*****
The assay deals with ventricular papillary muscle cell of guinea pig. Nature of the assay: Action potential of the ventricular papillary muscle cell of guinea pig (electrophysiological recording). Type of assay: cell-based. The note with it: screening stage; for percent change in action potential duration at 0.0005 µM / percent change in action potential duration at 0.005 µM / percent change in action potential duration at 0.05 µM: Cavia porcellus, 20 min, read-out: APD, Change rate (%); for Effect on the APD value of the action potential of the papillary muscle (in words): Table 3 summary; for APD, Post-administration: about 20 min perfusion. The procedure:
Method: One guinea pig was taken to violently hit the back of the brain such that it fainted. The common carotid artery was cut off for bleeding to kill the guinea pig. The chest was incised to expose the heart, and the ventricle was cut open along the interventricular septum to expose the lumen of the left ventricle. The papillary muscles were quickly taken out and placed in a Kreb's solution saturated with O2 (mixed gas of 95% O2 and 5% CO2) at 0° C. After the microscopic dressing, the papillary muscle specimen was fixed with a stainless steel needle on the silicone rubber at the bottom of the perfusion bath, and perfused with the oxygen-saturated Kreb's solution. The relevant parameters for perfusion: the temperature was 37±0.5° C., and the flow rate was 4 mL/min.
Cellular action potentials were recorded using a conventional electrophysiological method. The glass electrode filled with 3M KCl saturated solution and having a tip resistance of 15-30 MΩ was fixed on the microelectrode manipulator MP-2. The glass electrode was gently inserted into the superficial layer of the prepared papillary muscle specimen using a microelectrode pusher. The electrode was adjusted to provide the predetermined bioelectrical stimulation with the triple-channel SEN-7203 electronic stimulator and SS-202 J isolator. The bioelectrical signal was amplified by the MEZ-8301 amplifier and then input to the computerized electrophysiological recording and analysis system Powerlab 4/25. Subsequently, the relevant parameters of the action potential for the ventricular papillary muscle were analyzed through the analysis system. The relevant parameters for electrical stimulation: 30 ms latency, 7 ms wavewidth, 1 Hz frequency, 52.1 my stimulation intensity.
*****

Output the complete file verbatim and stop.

The assay deals with ventricular papillary muscle cell of guinea pig. Nature of the assay: Action potential of the ventricular papillary muscle cell of guinea pig (electrophysiological recording). Type of assay: cell-based. The note with it: screening stage; for percent change in action potential duration at 0.0005 µM / percent change in action potential duration at 0.005 µM / percent change in action potential duration at 0.05 µM: Cavia porcellus, 20 min, read-out: APD, Change rate (%); for Effect on the APD value of the action potential of the papillary muscle (in words): Table 3 summary; for APD, Post-administration: about 20 min perfusion. The procedure:
Method: One guinea pig was taken to violently hit the back of the brain such that it fainted. The common carotid artery was cut off for bleeding to kill the guinea pig. The chest was incised to expose the heart, and the ventricle was cut open along the interventricular septum to expose the lumen of the left ventricle. The papillary muscles were quickly taken out and placed in a Kreb's solution saturated with O2 (mixed gas of 95% O2 and 5% CO2) at 0° C. After the microscopic dressing, the papillary muscle specimen was fixed with a stainless steel needle on the silicone rubber at the bottom of the perfusion bath, and perfused with the oxygen-saturated Kreb's solution. The relevant parameters for perfusion: the temperature was 37±0.5° C., and the flow rate was 4 mL/min.
Cellular action potentials were recorded using a conventional electrophysiological method. The glass electrode filled with 3M KCl saturated solution and having a tip resistance of 15-30 MΩ was fixed on the microelectrode manipulator MP-2. The glass electrode was gently inserted into the superficial layer of the prepared papillary muscle specimen using a microelectrode pusher. The electrode was adjusted to provide the predetermined bioelectrical stimulation with the triple-channel SEN-7203 electronic stimulator and SS-202 J isolator. The bioelectrical signal was amplified by the MEZ-8301 amplifier and then input to the computerized electrophysiological recording and analysis system Powerlab 4/25. Subsequently, the relevant parameters of the action potential for the ventricular papillary muscle were analyzed through the analysis system. The relevant parameters for electrical stimulation: 30 ms latency, 7 ms wavewidth, 1 Hz frequency, 52.1 my stimulation intensity.